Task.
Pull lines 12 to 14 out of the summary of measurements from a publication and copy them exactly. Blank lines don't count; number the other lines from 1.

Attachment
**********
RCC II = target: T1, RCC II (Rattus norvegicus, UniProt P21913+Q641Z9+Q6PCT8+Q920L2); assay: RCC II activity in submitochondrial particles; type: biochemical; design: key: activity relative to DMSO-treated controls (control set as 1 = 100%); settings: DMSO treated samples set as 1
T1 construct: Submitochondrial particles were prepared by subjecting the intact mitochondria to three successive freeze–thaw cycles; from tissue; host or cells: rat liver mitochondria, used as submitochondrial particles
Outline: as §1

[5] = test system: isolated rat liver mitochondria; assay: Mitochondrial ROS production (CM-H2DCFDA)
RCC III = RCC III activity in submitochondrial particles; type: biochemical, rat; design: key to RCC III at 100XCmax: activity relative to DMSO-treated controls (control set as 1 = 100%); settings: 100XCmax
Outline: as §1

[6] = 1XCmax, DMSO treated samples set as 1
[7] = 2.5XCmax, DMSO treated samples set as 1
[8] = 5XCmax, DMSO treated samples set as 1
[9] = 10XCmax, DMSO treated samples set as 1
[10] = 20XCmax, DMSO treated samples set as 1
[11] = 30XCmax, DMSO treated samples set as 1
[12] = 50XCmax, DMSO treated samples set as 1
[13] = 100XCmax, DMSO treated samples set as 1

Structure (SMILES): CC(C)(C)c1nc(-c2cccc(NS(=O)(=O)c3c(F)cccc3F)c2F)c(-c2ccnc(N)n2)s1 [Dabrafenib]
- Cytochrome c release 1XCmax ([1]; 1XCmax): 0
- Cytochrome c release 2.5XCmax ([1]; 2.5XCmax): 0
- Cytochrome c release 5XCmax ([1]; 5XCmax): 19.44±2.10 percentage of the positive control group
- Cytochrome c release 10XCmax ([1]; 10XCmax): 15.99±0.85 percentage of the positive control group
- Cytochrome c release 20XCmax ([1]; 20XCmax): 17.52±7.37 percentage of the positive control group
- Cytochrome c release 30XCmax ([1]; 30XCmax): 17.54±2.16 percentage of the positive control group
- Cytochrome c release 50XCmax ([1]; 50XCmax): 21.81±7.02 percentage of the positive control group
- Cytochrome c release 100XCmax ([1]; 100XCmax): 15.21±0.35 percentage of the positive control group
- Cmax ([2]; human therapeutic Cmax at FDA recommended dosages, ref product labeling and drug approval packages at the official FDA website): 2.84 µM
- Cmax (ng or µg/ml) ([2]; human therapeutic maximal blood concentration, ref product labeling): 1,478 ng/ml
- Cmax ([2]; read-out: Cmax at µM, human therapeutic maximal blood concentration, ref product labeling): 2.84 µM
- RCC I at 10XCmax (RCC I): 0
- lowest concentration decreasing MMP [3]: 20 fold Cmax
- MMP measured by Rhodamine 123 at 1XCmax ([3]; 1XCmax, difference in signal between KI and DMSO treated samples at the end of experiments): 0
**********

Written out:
[11] = 30XCmax, DMSO treated samples set as 1
[12] = 50XCmax, DMSO treated samples set as 1
[13] = 100XCmax, DMSO treated samples set as 1